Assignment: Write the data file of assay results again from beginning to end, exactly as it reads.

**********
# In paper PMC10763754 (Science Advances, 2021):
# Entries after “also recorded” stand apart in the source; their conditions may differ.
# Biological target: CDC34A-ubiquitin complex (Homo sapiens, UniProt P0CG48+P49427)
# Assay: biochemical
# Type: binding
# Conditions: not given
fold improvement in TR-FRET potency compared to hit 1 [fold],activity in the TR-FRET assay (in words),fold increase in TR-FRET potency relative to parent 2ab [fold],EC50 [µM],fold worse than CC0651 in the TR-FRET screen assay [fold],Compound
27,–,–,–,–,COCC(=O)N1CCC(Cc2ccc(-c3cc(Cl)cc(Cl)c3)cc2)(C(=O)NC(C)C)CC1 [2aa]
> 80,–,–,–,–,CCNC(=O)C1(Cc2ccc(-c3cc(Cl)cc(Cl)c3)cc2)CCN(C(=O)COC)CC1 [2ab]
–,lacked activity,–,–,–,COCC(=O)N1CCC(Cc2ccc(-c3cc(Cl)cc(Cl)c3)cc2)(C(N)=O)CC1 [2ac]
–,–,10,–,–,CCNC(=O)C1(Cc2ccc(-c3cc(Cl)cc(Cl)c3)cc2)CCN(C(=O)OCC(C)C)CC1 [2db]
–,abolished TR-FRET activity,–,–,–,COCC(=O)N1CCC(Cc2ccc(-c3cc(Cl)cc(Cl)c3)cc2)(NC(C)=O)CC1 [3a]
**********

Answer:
# In paper PMC10763754 (Science Advances, 2021):
# Entries after “also recorded” stand apart in the source; their conditions may differ.
# Biological target: CDC34A-ubiquitin complex (Homo sapiens, UniProt P0CG48+P49427)
# Assay: biochemical
# Type: binding
# Conditions: not given
fold improvement in TR-FRET potency compared to hit 1 [fold],activity in the TR-FRET assay (in words),fold increase in TR-FRET potency relative to parent 2ab [fold],EC50 [µM],fold worse than CC0651 in the TR-FRET screen assay [fold],Compound
27,–,–,–,–,COCC(=O)N1CCC(Cc2ccc(-c3cc(Cl)cc(Cl)c3)cc2)(C(=O)NC(C)C)CC1 [2aa]
> 80,–,–,–,–,CCNC(=O)C1(Cc2ccc(-c3cc(Cl)cc(Cl)c3)cc2)CCN(C(=O)COC)CC1 [2ab]
–,lacked activity,–,–,–,COCC(=O)N1CCC(Cc2ccc(-c3cc(Cl)cc(Cl)c3)cc2)(C(N)=O)CC1 [2ac]
–,–,10,–,–,CCNC(=O)C1(Cc2ccc(-c3cc(Cl)cc(Cl)c3)cc2)CCN(C(=O)OCC(C)C)CC1 [2db]
–,abolished TR-FRET activity,–,–,–,COCC(=O)N1CCC(Cc2ccc(-c3cc(Cl)cc(Cl)c3)cc2)(NC(C)=O)CC1 [3a]